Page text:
Sunday, October 2, 2011

Why Apple's FQ4 Earnings Will Approach $10 Per Share

There's no other company on the planet that excites the imagination of its product users as much as Apple. In developing revenue and earnings estimates for the company, I am guided by one overarching principle:
Apple doesn't sell products. Apple crafts customer relationships and those relationships sell Apple products. 
Understanding Apple's Pathways To Success
Understanding Apple's pathways to success requires more than an effort at counting the number of individual products that might be sold. It necessitates understanding the company's eco-systems and what motivates enterprises and consumers to invest in the purchase of Apple-branded products. 

My analysis relies heavily on the company's historical growth trends and an evaluation of the phenomena that occur when appealing and abundant content is made readily available for smartly designed devices. These products are offered to customers who have established a relationship with Apple through iTunes, through visits to the company's retail stores or have a long-standing relationship with the company through the use of Apple's popular Macintosh line of personal computers.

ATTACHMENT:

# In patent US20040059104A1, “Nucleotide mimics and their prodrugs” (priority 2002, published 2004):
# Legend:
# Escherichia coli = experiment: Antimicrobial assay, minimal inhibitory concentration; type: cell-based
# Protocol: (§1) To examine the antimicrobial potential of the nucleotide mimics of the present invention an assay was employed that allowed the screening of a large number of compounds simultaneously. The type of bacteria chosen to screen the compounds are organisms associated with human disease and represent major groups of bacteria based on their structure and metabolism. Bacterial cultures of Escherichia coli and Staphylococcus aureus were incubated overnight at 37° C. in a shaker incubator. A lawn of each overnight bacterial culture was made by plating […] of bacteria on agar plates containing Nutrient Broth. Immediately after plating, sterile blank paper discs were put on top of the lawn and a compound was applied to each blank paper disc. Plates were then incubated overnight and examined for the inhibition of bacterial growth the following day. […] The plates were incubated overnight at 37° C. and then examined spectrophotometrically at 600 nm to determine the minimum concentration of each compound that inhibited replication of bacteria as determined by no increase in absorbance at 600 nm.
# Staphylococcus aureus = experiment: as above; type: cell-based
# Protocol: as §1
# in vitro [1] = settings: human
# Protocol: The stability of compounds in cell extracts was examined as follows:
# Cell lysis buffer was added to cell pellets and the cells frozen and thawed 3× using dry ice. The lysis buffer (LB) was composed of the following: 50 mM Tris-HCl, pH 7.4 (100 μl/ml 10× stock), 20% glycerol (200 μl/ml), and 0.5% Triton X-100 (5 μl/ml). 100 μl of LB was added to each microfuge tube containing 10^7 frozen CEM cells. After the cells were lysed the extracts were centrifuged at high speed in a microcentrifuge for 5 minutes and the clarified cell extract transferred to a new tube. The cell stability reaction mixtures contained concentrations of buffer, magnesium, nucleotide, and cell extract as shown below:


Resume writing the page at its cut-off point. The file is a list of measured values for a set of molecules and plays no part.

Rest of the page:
Below are my estimates for the company's September quarter and an overview of the elements that underly the assumption Apple's FQ4 earnings will approach $10 per share:

Revenue Segment

Units FQ4 ’11
Units FQ4 ’10
Unit Growth
FQ4 Revenue











Software, Services


Other Music


Revenue Total


Cost of Sales



Gross Margin



Operating Expenses



Operating Income